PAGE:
Today we'll be making an aluminium laptop stand which is cheap, durable, cool and fun to build. This is my first instructable.
Step 1: Gather Your Tools and Supplies
- Wire cutter
- Hot glue gun
- Soldering iron
- Metal forming rasp or industrial metal grinder
- Metal forming press
- desktop cooling fans x2
- copper/tin wire
- an aluminium panel suitable for your laptop size
- metal ON/OFF switch
- universal AC/DC adapter
- a piece of fabric/cloth measured to fit the panel
- plastic stick
Step 2: Let's Get to Work
NOTE: This is my first instructable so please bear with me :)
I made my laptop cooling pad after having measured the dimensions for my laptop. With the current setup, it supports all laptops ranged 10-17 inches. The fans are rotating simultaneously and without any complications. The photos were taken after 3-4 months of active use. I used a symbolic image of a AC/DC adapter which can be with either EU or US power line.
This tutorial is for educational purposes only. I am NOT in any way responsible for any kind of damage to you, your hardware or tools, improper usage of tools or any other consequence you or your hardware might come accross.
STEP 1:Deforming metal
After cutting your aluminium plate as measured, shape it as a letter L (some people even use the Z shape for a better grip) in order for your laptop not to fall down from the cooling stand. Measure carefully prior to deforming and/or cutting, because once you deform or cut it, you won't be able to undo.
STEP 2: Adding holes
Measure the fans and make properly sized holes for both of them. Also, make a hole for the metal switch we will insert afterwards.
STEP 3: Wiring
Strip the AC/DC adapter of all the unnecessary parts, just leave the body along with the + and - wires. You will need to solder more wires in order to support powering of both the fans and the switch: it's fairly easy, just put the + on + (plus on plus) and - on - (minus on minus) currents. After wiring it up, the switch is fitted on the rear end of the cooling pad, or you can choose any side that suits your needs. If you are not comfortable around soldering, you may use a hot glue gun to fit all the things in place. Test it to see if the cooling pad actually works.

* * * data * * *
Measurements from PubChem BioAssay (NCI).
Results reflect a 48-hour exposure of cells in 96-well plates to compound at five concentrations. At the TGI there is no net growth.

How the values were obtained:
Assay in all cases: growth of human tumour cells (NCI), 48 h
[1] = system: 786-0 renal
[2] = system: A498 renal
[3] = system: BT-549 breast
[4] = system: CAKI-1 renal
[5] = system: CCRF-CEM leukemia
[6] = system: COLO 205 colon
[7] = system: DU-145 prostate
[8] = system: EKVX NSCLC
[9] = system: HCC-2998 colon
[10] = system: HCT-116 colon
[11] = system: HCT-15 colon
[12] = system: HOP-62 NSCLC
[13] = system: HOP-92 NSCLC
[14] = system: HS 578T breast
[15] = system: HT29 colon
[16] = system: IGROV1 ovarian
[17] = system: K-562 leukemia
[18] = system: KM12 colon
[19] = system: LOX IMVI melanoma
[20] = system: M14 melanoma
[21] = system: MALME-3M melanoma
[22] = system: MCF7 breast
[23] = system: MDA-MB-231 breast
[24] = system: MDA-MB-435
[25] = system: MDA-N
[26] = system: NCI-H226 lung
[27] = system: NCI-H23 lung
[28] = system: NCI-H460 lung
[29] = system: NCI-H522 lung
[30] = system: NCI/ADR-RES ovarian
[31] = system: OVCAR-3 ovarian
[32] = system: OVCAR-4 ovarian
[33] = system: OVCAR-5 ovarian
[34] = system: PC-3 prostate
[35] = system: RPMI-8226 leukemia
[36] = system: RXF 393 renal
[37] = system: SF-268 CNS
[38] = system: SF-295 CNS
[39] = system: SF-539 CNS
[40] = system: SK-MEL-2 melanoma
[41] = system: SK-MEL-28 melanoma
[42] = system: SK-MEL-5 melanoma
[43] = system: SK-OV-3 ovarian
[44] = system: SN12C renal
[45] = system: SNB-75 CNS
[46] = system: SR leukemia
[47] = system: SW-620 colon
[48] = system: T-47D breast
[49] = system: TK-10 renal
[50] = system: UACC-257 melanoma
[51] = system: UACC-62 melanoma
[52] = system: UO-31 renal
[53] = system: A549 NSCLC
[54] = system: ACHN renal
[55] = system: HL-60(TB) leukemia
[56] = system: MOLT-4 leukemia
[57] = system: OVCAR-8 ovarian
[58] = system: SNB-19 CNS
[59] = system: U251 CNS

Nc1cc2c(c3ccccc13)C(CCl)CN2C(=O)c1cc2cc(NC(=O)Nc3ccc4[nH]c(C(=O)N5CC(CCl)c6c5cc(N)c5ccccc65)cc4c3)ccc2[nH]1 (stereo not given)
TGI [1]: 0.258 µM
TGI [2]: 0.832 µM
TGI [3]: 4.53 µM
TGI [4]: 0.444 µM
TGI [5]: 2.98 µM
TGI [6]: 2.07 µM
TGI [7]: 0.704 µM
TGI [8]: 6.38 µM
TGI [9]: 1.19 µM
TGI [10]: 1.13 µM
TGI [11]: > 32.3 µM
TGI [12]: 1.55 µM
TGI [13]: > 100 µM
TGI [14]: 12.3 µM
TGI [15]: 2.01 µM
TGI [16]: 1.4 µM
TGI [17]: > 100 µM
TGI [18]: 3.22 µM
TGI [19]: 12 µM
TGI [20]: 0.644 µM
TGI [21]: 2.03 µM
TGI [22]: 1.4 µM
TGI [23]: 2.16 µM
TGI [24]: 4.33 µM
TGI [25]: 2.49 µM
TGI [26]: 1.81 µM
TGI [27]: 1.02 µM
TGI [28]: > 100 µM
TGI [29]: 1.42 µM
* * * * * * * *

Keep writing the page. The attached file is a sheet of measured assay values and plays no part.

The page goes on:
If it does, keep up with the next step.
If it does not, test the wiring/soldering and correctly repeat the procedure, if needed.
STEP 4: Finishing touches
You may want to tilt your cooling pad even more, depending on your needs. This can easily be done by bending the aluminium, but be careful because it can snap or skew when dealing with punctured metal (remember you made the two holes for the fans and a third hole for the switch).
To prevent your hands from sweating and your laptop from any further heating, I have added a small cover in canvas (fabric) to help the whole thing get a better grip. Choose any fabric that suits you best. Measure your canvas, cut out the place for the fan holes, and spread the glue from the hot glue gun on the surface. Use any spreading way to your preference: you may use the X spreading pattern, square pattern or any other, just bear in mind to keep the canvas fixed to the surface. The hot glue is hot and it dries out pretty quickly, so there is hardly any room for an error.
STEP 5: Gripping
In order to provide a better grip and to prevent cutting my hands on the metal parts, I have treated the edges with a rasp/grinder and added some decorative plastic sticks that turned out to be quite functional ways for getting a better grip in order for your laptop not to fall off the cooling pad.
Have fun and let me know how it turned out for you :)